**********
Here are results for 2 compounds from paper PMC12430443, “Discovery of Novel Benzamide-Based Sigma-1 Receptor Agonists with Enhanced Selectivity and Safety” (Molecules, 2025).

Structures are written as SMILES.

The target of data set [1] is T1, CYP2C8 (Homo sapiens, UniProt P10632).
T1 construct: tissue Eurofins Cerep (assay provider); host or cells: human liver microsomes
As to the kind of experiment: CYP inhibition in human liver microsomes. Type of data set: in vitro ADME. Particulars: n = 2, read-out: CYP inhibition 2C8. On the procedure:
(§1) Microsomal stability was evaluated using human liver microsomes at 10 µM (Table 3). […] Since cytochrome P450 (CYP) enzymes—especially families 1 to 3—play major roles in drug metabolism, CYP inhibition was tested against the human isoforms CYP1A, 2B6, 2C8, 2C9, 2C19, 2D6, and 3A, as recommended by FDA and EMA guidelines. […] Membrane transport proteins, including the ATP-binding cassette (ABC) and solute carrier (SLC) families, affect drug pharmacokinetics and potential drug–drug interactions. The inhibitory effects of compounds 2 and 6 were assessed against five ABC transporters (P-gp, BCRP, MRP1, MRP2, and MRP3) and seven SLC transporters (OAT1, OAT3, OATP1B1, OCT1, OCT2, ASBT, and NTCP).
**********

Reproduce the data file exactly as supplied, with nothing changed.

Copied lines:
Here are results for 2 compounds from paper PMC12430443, “Discovery of Novel Benzamide-Based Sigma-1 Receptor Agonists with Enhanced Selectivity and Safety” (Molecules, 2025).

Structures are written as SMILES.

The target of data set [1] is T1, CYP2C8 (Homo sapiens, UniProt P10632).
T1 construct: tissue Eurofins Cerep (assay provider); host or cells: human liver microsomes
As to the kind of experiment: CYP inhibition in human liver microsomes. Type of data set: in vitro ADME. Particulars: n = 2, read-out: CYP inhibition 2C8. On the procedure:
(§1) Microsomal stability was evaluated using human liver microsomes at 10 µM (Table 3). […] Since cytochrome P450 (CYP) enzymes—especially families 1 to 3—play major roles in drug metabolism, CYP inhibition was tested against the human isoforms CYP1A, 2B6, 2C8, 2C9, 2C19, 2D6, and 3A, as recommended by FDA and EMA guidelines. […] Membrane transport proteins, including the ATP-binding cassette (ABC) and solute carrier (SLC) families, affect drug pharmacokinetics and potential drug–drug interactions. The inhibitory effects of compounds 2 and 6 were assessed against five ABC transporters (P-gp, BCRP, MRP1, MRP2, and MRP3) and seven SLC transporters (OAT1, OAT3, OATP1B1, OCT1, OCT2, ASBT, and NTCP).